As shown in Figure 2, the astro-comb is based on an ytterbium fiber femtosecond laser, which has a mode spacing of 250 MHz. Three Fabry-Pérot cavities (FPCs) are used to filter out the unwanted modes. Each FPC’s free spectral range (FSR) is set to an integer multiple of the mode spacing of the source comb. There by desired mode spacing can be reached. All the three cavities are locked to a continuous-wave fiber laser (cw laser), which itself is locked to one comb mode. A wavemeter monitors the frequency of the cw laser, which helps to select the subset comb modes at the designed mode spacing. For the 25 GHz astro-comb, 1 out of each 100 comb modes passes through the cavities. The optical power is greatly reduced and the pulses are strongly chirped after the mode-filtering. Therefore, a fiber-based power amplifier and a combined grating and prism compressor are applied. After them, the infrared comb spectrum is centered at 1040 nm with pulse duration of about 140 fs. The optical power can be adjusted, with an upper limit of around 15 W. Without frequency doubling, the high power infrared light is coupled into a tapered photonic crystal fiber (PCF) for broadening of its spectrum. The taper is specially designed to broaden the spectrum from infrared range to visible range. A TEM FiberLock controls a piezo-driven mirror before the tapered PCF. Without any need for manual realignment, the FiberLock offers automatic two-dimension coupling efficiency optimization. Therefore, the maximum of the coupled power is kept and the spectral bandwidth is thus maintained. The broadened spectrum is typically fairly structured. Therefore, in the last step, a spectral flattening unit reshapes the spectrum to a flat-top. Based on a spatial light modulator (SLM), the flattening unit has a dynamic flattening range up to 27 dB. A look-up table is introduced in the software of the flattening unit, which can reshape the flat-top to fit the wavelength-related sensitivity of an astronomical spectrograph. For the output of the system, a single mode fiber is used to offer the best beam quality. The fibers for the light transmission in the broadening unit and the flattening unit are all single mode fibers in visible light range, as most of the spectrographs work for detecting visible light. Thus, the broadband super continuum created by the tapered PCF, which can cover a wide infrared range as well as the visible range, is blocked in the long wavelength range. The fibers can the changed if an astro-comb is designed for infrared calibration. Even, the whole super continuum range can be covered by using the endless single mode photonic crystal fibers for transmission.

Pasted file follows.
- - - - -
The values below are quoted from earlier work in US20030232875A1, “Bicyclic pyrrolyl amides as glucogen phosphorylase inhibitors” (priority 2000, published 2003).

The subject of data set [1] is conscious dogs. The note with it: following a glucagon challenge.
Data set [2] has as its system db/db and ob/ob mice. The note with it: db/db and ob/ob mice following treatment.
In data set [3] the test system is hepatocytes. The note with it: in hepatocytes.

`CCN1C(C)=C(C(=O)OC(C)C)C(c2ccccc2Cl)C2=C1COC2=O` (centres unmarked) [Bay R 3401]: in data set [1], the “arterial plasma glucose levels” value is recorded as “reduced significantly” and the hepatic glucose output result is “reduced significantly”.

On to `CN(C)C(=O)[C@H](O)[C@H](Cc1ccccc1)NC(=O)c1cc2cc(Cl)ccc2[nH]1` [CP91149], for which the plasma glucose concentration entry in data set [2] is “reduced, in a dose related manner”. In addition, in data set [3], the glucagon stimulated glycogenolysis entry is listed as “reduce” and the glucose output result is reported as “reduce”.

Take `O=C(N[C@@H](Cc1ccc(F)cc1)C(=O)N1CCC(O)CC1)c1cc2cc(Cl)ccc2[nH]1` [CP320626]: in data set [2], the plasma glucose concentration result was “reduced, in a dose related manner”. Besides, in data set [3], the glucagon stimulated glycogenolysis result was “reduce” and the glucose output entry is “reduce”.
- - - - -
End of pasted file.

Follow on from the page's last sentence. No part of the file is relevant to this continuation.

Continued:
A photograph of the 18 GHz astro-comb with the new approach for HARPS spectrograph is shown in Figure 3. The two enclosures on the left contain the optical system. The two racks on the right contain the electronics, the cw laser, and the pump diode lasers for the power amplifier. The astro-comb was installed permanently in April 2015. The whole system is well controlled by software, which makes the astro-comb a one-button system. From any starting point, with one mouse click, the automation function of the software can start up the complete system. Then a stand-by mode can be used when the calibration campaign is suspended, as the astronomical observation usually stops during the daytime. The one-button system feature meets the needs of astronomers, thus particular training in laser physics is not required.